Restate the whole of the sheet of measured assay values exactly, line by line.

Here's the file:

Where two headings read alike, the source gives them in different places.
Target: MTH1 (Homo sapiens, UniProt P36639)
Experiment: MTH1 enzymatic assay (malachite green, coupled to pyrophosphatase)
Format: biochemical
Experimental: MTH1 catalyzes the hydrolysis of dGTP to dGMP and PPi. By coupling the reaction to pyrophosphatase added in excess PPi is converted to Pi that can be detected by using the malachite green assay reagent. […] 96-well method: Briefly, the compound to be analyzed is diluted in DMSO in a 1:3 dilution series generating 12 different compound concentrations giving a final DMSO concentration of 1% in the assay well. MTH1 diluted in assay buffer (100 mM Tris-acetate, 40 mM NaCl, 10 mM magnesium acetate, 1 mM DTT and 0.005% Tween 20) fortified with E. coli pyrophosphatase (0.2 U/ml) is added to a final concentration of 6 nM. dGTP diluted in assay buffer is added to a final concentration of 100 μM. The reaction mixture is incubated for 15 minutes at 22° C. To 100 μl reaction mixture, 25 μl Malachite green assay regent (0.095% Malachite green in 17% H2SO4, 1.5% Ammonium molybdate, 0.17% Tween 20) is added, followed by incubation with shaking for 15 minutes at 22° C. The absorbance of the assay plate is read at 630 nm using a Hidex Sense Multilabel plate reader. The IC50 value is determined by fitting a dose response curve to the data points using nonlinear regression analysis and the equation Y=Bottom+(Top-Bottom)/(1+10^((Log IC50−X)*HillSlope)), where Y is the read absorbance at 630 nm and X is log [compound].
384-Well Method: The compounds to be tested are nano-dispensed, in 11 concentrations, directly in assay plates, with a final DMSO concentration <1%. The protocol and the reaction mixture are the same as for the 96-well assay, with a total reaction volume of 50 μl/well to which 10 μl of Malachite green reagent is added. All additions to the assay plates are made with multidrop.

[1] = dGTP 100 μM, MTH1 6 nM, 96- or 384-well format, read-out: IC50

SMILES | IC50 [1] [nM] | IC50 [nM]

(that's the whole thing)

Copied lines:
Where two headings read alike, the source gives them in different places.
Target: MTH1 (Homo sapiens, UniProt P36639)
Experiment: MTH1 enzymatic assay (malachite green, coupled to pyrophosphatase)
Format: biochemical
Experimental: MTH1 catalyzes the hydrolysis of dGTP to dGMP and PPi. By coupling the reaction to pyrophosphatase added in excess PPi is converted to Pi that can be detected by using the malachite green assay reagent. […] 96-well method: Briefly, the compound to be analyzed is diluted in DMSO in a 1:3 dilution series generating 12 different compound concentrations giving a final DMSO concentration of 1% in the assay well. MTH1 diluted in assay buffer (100 mM Tris-acetate, 40 mM NaCl, 10 mM magnesium acetate, 1 mM DTT and 0.005% Tween 20) fortified with E. coli pyrophosphatase (0.2 U/ml) is added to a final concentration of 6 nM. dGTP diluted in assay buffer is added to a final concentration of 100 μM. The reaction mixture is incubated for 15 minutes at 22° C. To 100 μl reaction mixture, 25 μl Malachite green assay regent (0.095% Malachite green in 17% H2SO4, 1.5% Ammonium molybdate, 0.17% Tween 20) is added, followed by incubation with shaking for 15 minutes at 22° C. The absorbance of the assay plate is read at 630 nm using a Hidex Sense Multilabel plate reader. The IC50 value is determined by fitting a dose response curve to the data points using nonlinear regression analysis and the equation Y=Bottom+(Top-Bottom)/(1+10^((Log IC50−X)*HillSlope)), where Y is the read absorbance at 630 nm and X is log [compound].
384-Well Method: The compounds to be tested are nano-dispensed, in 11 concentrations, directly in assay plates, with a final DMSO concentration <1%. The protocol and the reaction mixture are the same as for the 96-well assay, with a total reaction volume of 50 μl/well to which 10 μl of Malachite green reagent is added. All additions to the assay plates are made with multidrop.

[1] = dGTP 100 μM, MTH1 6 nM, 96- or 384-well format, read-out: IC50

SMILES | IC50 [1] [nM] | IC50 [nM]